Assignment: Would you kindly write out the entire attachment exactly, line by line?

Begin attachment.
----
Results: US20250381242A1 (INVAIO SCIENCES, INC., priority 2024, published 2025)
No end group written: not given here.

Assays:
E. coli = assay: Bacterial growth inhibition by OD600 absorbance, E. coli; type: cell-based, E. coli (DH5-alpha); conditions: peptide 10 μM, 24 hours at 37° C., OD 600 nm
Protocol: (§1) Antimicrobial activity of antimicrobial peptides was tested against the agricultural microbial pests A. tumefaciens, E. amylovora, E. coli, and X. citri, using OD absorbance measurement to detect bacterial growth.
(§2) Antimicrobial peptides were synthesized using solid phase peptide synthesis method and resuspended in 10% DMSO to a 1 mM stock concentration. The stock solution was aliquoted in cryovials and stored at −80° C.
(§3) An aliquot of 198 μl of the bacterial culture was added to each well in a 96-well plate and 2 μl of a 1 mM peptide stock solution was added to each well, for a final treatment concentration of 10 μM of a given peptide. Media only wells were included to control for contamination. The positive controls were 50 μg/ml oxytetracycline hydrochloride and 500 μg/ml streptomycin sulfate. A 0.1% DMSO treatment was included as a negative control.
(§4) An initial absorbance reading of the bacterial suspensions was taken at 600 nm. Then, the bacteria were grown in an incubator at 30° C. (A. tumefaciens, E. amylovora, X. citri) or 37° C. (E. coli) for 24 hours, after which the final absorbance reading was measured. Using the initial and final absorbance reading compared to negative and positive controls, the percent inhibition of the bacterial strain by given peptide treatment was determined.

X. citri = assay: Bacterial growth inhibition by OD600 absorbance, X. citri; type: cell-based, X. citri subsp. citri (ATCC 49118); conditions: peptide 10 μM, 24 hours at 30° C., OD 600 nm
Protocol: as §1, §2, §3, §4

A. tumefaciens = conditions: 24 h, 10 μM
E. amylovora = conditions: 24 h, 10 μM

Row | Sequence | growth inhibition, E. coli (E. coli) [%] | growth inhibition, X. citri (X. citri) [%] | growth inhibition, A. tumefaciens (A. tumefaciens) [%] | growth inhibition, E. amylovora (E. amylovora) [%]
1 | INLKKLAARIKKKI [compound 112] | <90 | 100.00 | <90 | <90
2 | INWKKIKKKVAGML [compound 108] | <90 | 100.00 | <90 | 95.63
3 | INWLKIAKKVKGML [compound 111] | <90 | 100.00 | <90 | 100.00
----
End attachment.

Results: US20250381242A1 (INVAIO SCIENCES, INC., priority 2024, published 2025)
No end group written: not given here.

Assays:
E. coli = assay: Bacterial growth inhibition by OD600 absorbance, E. coli; type: cell-based, E. coli (DH5-alpha); conditions: peptide 10 μM, 24 hours at 37° C., OD 600 nm
Protocol: (§1) Antimicrobial activity of antimicrobial peptides was tested against the agricultural microbial pests A. tumefaciens, E. amylovora, E. coli, and X. citri, using OD absorbance measurement to detect bacterial growth.
(§2) Antimicrobial peptides were synthesized using solid phase peptide synthesis method and resuspended in 10% DMSO to a 1 mM stock concentration. The stock solution was aliquoted in cryovials and stored at −80° C.
(§3) An aliquot of 198 μl of the bacterial culture was added to each well in a 96-well plate and 2 μl of a 1 mM peptide stock solution was added to each well, for a final treatment concentration of 10 μM of a given peptide. Media only wells were included to control for contamination. The positive controls were 50 μg/ml oxytetracycline hydrochloride and 500 μg/ml streptomycin sulfate. A 0.1% DMSO treatment was included as a negative control.
(§4) An initial absorbance reading of the bacterial suspensions was taken at 600 nm. Then, the bacteria were grown in an incubator at 30° C. (A. tumefaciens, E. amylovora, X. citri) or 37° C. (E. coli) for 24 hours, after which the final absorbance reading was measured. Using the initial and final absorbance reading compared to negative and positive controls, the percent inhibition of the bacterial strain by given peptide treatment was determined.

X. citri = assay: Bacterial growth inhibition by OD600 absorbance, X. citri; type: cell-based, X. citri subsp. citri (ATCC 49118); conditions: peptide 10 μM, 24 hours at 30° C., OD 600 nm
Protocol: as §1, §2, §3, §4

A. tumefaciens = conditions: 24 h, 10 μM
E. amylovora = conditions: 24 h, 10 μM

Row | Sequence | growth inhibition, E. coli (E. coli) [%] | growth inhibition, X. citri (X. citri) [%] | growth inhibition, A. tumefaciens (A. tumefaciens) [%] | growth inhibition, E. amylovora (E. amylovora) [%]
1 | INLKKLAARIKKKI [compound 112] | <90 | 100.00 | <90 | <90
2 | INWKKIKKKVAGML [compound 108] | <90 | 100.00 | <90 | 95.63
3 | INWLKIAKKVKGML [compound 111] | <90 | 100.00 | <90 | 100.00